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I wasn't saying to commit to not breaking over the content of a text message, but to commit to not breaking up over the medium of texting.

Even in a two week old relationship, I think it's reasonable to say something like, "Hey, I enjoy hanging out with you, and it seems you feel the same. If you change your mind though, please don't tell me over text or e-mail, just give me a call."


I think it'd be helpful to have a small textbox to add a short comment to a poster where I can put "I agree!" or "Fallacious reasoning" or "inappropriate discussion" that only shows up in the poster's view so there is some feedback besides Up/Down, yet doesn't clog up the thread.

I've never seen that function in a forum though, so perhaps the programming is simple.


I just don't understand the downvote/upvote thing, especially if the norm is/should be for broken thoughts.

When I get downvoted (or upvoted), I often don't get a comment explaining why. So it's unclear where I'm broken (or what I'm doing right). That's frustrating and doesn't help me increase my value to the community.

It'd be nice to have downvoters supply a reason why, in order to improve the original.


I believe the real issue that B. raised of LW being cold won't be effectively improved by posting "I agree!" replies, but requires some emotional involvement. A response that offers something to the OP, that gives something back.

Like, why do you agree? What are the implications of you agreeing? Or, what thoughts or emotions does the content of the post bring up for you? The response doesn't have to be long, but it should be personal and thoughtful.

A little bit more of that may go a long way towards developing community.


It feels like people are ten thousand times more likely to point out my flaws than to appreciate something I said. Also, there's >next to no emotional relating to one another.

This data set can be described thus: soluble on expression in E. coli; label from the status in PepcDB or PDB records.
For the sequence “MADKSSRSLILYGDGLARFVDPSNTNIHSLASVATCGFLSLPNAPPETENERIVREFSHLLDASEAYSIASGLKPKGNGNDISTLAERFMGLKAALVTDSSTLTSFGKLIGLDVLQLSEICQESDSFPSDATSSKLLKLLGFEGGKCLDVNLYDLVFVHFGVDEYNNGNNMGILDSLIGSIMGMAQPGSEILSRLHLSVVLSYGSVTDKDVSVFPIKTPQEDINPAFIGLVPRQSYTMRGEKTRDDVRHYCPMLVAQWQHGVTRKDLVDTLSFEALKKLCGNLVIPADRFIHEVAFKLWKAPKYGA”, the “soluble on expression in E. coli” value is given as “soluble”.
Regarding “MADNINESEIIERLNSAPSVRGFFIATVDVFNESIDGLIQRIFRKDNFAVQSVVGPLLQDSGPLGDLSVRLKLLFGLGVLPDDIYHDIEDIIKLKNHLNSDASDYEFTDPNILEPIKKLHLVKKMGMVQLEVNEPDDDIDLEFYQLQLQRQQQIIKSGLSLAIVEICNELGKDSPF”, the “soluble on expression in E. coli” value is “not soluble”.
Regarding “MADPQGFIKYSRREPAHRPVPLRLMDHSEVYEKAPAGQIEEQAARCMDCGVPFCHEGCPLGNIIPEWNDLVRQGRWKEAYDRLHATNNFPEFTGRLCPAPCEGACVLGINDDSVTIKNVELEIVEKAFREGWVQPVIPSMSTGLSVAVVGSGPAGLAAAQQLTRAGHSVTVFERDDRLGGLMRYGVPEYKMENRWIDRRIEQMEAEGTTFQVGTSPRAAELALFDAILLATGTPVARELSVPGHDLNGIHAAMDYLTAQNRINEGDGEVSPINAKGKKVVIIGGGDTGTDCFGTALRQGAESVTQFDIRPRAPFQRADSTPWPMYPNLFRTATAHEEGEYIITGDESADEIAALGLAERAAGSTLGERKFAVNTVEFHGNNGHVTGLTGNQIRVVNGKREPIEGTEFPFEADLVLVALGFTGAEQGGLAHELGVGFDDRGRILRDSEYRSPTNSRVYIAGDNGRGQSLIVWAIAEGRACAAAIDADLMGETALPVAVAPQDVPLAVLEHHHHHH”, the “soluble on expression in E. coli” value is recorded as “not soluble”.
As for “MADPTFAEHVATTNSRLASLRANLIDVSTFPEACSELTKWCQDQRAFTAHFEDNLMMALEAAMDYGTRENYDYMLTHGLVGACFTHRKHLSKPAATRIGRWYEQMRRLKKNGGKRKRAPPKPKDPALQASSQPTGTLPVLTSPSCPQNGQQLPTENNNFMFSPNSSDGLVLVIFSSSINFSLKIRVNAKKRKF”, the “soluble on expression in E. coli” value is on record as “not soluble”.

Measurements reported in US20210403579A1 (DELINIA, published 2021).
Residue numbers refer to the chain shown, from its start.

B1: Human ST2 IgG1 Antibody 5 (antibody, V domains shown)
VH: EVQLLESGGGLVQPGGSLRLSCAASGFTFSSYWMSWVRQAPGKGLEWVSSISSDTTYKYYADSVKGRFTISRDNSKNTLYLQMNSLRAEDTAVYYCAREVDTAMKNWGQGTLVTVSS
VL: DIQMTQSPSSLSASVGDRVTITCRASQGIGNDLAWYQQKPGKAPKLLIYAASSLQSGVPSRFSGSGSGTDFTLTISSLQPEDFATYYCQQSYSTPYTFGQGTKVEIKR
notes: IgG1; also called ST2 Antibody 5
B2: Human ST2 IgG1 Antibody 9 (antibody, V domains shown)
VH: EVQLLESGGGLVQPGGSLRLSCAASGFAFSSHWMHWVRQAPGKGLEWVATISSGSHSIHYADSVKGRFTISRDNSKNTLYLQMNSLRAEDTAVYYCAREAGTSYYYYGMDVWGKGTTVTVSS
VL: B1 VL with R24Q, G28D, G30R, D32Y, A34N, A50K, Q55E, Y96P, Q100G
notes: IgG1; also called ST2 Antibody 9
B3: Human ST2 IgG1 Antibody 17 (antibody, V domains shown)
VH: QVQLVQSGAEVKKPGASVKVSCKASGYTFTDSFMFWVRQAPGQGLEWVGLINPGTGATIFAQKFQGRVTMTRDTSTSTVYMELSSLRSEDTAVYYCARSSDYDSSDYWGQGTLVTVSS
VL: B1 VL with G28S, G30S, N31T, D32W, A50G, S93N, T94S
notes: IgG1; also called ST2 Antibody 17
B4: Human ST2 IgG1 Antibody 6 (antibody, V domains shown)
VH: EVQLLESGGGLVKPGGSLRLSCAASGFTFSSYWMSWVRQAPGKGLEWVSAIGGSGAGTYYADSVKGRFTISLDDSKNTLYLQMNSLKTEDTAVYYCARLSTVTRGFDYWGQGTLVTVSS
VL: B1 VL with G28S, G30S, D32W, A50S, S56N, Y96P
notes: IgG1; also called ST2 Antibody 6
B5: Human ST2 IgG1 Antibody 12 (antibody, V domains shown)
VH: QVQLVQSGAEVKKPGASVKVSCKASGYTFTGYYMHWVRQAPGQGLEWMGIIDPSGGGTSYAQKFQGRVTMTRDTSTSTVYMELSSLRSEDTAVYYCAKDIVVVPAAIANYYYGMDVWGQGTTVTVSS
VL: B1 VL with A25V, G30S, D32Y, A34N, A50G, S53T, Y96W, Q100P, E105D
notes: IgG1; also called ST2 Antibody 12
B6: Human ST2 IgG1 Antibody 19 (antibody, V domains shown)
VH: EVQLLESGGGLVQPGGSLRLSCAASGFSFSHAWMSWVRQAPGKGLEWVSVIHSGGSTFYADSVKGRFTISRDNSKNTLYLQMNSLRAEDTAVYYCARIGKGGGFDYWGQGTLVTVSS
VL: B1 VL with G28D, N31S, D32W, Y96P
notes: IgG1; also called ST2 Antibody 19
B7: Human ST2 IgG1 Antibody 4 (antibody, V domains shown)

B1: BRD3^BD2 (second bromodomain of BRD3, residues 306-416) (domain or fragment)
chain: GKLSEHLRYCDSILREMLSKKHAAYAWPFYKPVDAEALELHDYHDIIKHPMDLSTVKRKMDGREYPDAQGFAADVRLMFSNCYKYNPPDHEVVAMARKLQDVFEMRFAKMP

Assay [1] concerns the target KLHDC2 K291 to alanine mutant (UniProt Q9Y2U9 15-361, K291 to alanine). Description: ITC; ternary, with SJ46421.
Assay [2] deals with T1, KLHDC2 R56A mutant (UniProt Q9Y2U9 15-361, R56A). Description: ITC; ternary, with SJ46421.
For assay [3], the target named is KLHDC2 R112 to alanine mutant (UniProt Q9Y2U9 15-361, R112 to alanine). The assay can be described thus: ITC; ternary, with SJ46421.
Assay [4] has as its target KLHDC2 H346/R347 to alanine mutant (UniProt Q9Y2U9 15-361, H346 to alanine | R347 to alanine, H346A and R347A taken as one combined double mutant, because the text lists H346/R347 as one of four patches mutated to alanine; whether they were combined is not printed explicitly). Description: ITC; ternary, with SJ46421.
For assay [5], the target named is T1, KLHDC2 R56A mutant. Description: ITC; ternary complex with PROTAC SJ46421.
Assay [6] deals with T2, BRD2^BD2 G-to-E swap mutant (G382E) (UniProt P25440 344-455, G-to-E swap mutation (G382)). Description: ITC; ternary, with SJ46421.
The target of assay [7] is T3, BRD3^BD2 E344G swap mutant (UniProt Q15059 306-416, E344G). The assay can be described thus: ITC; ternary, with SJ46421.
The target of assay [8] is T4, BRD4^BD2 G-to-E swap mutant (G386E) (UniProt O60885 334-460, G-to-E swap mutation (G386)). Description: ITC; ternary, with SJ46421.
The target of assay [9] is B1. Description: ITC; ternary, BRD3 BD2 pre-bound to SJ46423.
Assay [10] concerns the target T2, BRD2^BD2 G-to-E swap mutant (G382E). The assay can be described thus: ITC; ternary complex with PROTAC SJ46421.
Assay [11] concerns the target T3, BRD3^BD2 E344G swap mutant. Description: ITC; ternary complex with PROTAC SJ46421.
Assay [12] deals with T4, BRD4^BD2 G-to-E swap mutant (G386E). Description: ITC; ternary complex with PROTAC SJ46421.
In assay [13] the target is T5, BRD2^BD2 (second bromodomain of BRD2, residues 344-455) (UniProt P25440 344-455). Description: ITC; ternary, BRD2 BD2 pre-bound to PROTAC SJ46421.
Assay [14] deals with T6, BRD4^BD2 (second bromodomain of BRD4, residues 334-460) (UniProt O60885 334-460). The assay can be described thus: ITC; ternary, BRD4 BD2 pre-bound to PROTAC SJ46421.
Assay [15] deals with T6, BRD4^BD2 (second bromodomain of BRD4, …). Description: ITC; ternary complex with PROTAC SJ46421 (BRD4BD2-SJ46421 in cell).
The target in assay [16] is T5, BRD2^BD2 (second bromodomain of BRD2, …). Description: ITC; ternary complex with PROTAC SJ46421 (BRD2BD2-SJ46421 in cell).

I'm sorry, that sucks. I think you're right and hope this changes. I don't post very often, but when I do in the future, I'll be more aware of this.


You could start off by overtly letting the kids know that "guessing the password" is how their success in school is measured and you're not going to be able to change that reality, but you could introduce "alternative" ways of thinking.

How about a game where each student writes down their answer to a passwordy type question and scores a point for every other student with the same answer. Lowest score wins. But they have to justify their answer.

If a teacher asks the question: "Who discovered America?" The password is: "Christopher Columbus"

But there are many more answers that are also valid responses. ( Native Americans, Rodrigo de Triana, the Norse, Vespucci, a US Founding Father, etc) that are mostly based on what the words "discover" or "America" means.


Sometimes I still marvel about how in most time-travel stories nobody thinks of this

Characters in the novel Pastwatch by Orson Scott Card wrestle with this issue.


While reading the original post I thought of Kahneman's Ted Talk on happiness.


No, but I might exchange the lives of someone elses friends for a billion tons of paperclips.

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